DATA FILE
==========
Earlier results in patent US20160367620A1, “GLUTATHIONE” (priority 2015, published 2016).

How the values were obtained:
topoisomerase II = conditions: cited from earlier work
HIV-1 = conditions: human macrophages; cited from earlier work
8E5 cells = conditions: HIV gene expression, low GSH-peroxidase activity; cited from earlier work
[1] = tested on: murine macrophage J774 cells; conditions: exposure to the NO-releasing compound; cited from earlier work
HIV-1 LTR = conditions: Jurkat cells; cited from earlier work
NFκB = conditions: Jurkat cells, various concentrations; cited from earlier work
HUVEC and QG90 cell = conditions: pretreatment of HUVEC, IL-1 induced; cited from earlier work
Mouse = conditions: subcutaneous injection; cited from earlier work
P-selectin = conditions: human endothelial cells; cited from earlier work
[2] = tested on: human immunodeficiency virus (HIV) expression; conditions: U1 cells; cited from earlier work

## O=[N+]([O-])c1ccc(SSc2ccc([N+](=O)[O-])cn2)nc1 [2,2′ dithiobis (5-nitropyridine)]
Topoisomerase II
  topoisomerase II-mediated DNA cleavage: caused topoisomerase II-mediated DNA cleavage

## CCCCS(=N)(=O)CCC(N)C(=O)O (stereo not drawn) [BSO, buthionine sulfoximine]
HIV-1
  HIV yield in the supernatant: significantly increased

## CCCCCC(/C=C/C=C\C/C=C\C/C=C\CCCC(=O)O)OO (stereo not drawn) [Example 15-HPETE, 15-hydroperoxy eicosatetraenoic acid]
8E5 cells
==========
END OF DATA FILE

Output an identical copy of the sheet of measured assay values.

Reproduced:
Earlier results in patent US20160367620A1, “GLUTATHIONE” (priority 2015, published 2016).

How the values were obtained:
topoisomerase II = conditions: cited from earlier work
HIV-1 = conditions: human macrophages; cited from earlier work
8E5 cells = conditions: HIV gene expression, low GSH-peroxidase activity; cited from earlier work
[1] = tested on: murine macrophage J774 cells; conditions: exposure to the NO-releasing compound; cited from earlier work
HIV-1 LTR = conditions: Jurkat cells; cited from earlier work
NFκB = conditions: Jurkat cells, various concentrations; cited from earlier work
HUVEC and QG90 cell = conditions: pretreatment of HUVEC, IL-1 induced; cited from earlier work
Mouse = conditions: subcutaneous injection; cited from earlier work
P-selectin = conditions: human endothelial cells; cited from earlier work
[2] = tested on: human immunodeficiency virus (HIV) expression; conditions: U1 cells; cited from earlier work

## O=[N+]([O-])c1ccc(SSc2ccc([N+](=O)[O-])cn2)nc1 [2,2′ dithiobis (5-nitropyridine)]
Topoisomerase II
  topoisomerase II-mediated DNA cleavage: caused topoisomerase II-mediated DNA cleavage

## CCCCS(=N)(=O)CCC(N)C(=O)O (stereo not drawn) [BSO, buthionine sulfoximine]
HIV-1
  HIV yield in the supernatant: significantly increased

## CCCCCC(/C=C/C=C\C/C=C\C/C=C\CCCC(=O)O)OO (stereo not drawn) [Example 15-HPETE, 15-hydroperoxy eicosatetraenoic acid]
8E5 cells